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Witness feared New Zealand flight would crash

A man thought a Pacific Blue plane flight was going to clip trees as it flew low after takeoff from Queenstown Airport outside of permitted flying hours.

 
 

A man thought a Pacific Blue plane was going to clip trees as it flew low after takeoff from Queenstown Airport outside of permitted flying hours.

Witness Alan Kirker gave evidence on Thursday at a defended hearing in Queenstown District Court for a 54-year-old pilot from Papakura, who is charged with operating a Boeing 737 in a careless manner on a flight to Sydney in June 2010.

The Civil Aviation Authority laid the charge, which carries a maximum fine of $7000.

The flight was meant to leave at 4.30pm but did not take off, until 5.25pm – 20 minutes before official twilight – in poor weather and near darkness.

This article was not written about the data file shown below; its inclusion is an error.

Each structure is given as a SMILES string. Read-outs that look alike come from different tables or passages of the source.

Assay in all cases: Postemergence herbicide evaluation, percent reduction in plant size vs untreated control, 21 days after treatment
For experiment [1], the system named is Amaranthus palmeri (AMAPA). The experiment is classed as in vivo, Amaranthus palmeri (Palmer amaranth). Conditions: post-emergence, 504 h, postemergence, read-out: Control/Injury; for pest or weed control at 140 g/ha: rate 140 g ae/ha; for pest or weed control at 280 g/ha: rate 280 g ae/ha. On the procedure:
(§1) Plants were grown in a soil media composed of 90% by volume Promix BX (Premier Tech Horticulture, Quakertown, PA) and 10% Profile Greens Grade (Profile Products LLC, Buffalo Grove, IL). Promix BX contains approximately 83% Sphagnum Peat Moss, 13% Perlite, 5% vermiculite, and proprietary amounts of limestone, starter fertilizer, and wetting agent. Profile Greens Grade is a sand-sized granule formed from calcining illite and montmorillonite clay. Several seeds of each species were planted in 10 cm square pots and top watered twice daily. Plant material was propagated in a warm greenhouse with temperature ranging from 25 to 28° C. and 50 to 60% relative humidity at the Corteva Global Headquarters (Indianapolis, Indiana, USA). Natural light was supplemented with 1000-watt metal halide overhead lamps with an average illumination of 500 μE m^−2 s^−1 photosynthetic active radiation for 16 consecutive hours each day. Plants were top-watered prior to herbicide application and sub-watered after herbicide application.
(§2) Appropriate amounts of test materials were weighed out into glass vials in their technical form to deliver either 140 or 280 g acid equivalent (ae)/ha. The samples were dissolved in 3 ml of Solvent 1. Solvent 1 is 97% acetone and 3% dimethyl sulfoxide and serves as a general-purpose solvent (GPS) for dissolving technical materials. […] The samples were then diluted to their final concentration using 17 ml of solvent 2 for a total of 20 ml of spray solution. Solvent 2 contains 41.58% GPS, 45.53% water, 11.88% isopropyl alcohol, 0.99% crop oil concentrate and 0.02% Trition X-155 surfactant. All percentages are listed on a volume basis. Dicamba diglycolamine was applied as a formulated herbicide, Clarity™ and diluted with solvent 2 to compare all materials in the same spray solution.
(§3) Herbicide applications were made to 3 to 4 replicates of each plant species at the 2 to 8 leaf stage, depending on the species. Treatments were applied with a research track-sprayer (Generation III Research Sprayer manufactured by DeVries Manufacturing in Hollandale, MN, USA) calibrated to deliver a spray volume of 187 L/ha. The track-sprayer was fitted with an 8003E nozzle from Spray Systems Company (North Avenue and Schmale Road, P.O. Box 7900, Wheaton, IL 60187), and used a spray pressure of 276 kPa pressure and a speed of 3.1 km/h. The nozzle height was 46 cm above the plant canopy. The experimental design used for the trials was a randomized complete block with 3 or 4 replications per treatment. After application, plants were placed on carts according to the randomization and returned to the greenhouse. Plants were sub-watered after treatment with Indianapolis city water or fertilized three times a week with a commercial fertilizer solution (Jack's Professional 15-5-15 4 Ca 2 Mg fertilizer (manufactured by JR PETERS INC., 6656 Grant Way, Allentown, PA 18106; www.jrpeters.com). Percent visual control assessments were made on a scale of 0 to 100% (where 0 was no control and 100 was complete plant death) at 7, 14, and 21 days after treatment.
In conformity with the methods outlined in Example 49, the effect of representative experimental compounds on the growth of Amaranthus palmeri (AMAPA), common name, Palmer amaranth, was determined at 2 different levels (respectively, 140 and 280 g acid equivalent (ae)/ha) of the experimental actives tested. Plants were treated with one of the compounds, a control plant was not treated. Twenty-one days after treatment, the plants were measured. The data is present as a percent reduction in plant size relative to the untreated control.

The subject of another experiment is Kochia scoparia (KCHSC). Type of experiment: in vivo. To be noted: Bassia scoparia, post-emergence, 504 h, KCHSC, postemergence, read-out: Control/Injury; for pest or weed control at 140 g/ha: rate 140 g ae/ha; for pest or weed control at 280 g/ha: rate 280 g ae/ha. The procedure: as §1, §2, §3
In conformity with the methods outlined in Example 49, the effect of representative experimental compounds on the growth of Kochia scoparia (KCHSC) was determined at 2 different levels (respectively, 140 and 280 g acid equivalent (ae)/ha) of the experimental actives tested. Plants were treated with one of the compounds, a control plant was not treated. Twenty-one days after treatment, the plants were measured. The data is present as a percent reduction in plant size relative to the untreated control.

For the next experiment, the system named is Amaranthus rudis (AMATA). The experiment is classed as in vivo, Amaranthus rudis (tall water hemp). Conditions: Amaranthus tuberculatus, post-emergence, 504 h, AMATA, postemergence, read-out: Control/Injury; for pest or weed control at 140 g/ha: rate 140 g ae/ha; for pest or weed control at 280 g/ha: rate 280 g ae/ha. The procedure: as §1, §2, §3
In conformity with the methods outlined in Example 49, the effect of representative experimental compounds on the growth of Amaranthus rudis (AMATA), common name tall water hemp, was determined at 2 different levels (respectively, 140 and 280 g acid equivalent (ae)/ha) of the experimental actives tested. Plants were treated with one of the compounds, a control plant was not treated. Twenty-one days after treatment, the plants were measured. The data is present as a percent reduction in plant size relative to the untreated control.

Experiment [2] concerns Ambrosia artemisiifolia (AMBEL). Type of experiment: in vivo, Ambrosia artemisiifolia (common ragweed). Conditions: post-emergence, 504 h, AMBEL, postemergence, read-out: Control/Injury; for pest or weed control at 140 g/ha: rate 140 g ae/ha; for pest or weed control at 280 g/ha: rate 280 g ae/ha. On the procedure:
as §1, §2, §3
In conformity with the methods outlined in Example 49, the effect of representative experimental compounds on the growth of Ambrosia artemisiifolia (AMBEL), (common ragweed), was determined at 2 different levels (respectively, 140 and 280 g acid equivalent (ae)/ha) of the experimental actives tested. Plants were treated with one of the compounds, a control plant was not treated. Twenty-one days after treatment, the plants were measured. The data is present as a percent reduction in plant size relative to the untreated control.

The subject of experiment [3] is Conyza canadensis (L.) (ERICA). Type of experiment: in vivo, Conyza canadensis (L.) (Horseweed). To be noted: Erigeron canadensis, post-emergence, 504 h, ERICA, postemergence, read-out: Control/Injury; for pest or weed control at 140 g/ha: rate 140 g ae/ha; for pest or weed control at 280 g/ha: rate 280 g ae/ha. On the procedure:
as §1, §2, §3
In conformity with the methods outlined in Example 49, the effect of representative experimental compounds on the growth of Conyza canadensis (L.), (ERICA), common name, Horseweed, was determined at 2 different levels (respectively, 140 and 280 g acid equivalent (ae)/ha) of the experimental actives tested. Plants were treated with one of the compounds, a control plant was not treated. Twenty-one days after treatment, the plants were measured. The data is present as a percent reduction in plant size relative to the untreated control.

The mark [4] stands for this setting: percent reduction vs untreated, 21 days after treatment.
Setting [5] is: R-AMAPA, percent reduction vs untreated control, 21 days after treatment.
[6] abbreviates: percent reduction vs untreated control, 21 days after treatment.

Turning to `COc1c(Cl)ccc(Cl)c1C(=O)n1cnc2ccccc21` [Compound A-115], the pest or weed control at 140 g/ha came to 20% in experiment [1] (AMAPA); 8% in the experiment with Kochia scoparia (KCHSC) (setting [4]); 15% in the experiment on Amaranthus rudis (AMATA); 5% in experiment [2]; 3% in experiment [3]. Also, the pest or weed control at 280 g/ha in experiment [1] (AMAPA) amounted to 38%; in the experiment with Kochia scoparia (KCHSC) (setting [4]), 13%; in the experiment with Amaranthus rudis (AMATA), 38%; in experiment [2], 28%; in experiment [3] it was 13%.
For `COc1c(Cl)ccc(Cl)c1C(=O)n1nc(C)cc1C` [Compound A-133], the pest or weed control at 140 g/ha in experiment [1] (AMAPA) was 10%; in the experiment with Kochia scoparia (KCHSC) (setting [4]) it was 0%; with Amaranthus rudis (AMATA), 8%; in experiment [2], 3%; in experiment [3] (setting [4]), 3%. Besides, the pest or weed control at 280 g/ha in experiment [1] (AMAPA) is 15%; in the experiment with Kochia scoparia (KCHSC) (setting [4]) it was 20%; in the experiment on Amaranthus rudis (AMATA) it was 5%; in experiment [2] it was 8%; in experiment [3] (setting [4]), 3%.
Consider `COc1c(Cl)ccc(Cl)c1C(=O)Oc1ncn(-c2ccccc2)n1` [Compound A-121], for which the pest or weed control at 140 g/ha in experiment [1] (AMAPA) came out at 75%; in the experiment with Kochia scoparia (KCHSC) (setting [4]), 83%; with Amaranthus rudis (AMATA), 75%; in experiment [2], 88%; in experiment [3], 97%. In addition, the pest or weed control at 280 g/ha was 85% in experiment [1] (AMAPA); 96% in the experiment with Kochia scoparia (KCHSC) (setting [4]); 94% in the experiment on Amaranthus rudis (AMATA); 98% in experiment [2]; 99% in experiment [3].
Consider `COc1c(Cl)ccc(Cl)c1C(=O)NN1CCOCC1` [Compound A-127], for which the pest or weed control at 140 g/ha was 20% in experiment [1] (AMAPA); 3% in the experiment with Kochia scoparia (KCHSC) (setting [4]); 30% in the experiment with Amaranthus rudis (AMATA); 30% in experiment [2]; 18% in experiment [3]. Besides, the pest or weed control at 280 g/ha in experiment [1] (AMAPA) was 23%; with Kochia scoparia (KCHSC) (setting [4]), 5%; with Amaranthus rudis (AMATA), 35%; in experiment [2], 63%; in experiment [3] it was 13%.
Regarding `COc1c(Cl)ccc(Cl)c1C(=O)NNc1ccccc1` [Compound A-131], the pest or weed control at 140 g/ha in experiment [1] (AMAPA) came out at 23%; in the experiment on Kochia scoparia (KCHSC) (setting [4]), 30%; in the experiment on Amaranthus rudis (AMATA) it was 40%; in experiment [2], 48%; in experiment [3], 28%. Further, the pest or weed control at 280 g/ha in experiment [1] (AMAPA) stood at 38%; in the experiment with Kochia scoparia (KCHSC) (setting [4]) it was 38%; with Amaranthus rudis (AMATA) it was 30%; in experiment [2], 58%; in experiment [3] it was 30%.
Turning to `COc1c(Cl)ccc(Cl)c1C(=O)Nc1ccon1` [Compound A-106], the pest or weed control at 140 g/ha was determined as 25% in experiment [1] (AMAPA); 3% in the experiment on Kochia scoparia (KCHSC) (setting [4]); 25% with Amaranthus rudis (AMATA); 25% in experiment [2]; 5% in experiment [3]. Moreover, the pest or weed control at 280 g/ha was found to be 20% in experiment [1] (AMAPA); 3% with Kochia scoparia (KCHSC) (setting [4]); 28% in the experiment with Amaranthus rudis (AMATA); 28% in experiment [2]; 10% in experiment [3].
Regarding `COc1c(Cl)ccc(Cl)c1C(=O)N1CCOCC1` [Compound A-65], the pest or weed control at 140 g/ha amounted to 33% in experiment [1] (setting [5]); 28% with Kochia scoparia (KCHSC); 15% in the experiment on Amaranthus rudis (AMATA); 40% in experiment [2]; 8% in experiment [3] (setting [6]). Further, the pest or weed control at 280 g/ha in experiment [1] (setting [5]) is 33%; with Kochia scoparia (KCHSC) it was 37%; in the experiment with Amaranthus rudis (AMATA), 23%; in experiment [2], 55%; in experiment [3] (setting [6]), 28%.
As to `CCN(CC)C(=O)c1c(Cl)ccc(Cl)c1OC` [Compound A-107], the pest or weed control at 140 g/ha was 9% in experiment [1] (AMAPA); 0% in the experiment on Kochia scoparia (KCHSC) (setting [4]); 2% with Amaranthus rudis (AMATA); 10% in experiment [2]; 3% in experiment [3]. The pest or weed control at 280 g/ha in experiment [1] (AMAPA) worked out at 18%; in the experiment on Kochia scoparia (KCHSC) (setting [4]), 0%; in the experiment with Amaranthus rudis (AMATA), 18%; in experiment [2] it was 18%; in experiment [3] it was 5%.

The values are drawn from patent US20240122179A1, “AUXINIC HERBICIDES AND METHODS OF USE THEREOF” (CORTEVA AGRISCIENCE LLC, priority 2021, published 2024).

The cut-off point for flights from Queenstown Airport was meant to be 30 minutes before twilight.

Mr Kirker told the court he was concerned the plane was going to crash, The Press reports.

As a skipper whose vessel is on a list of standby rescue boats, his first thought was how quickly he could launch his boat on Lake Wakatipu.

“It got to the Kelvin peninsula, banked very heavily, maybe a 45-degree bank … I was afraid it was going to clip the trees,” he said.

Mr Kirker also spoke of the poor weather as the plane took off, with snow hitting his house “probably a couple of minutes after”.

One of the flight’s passengers, Simon Christie, told the court the takeoff was bumpy for up to a minute, then the plane “seemed to drop”.

“Maybe we weren’t going to make it too far. It seemed to be a steep climb for a few minutes. Once we broke through the clouds everything was fine.”

The pilot’s defence says he took the correct actions, and if he did breach requirements, his actions fell short of carelessness.

 
 

 

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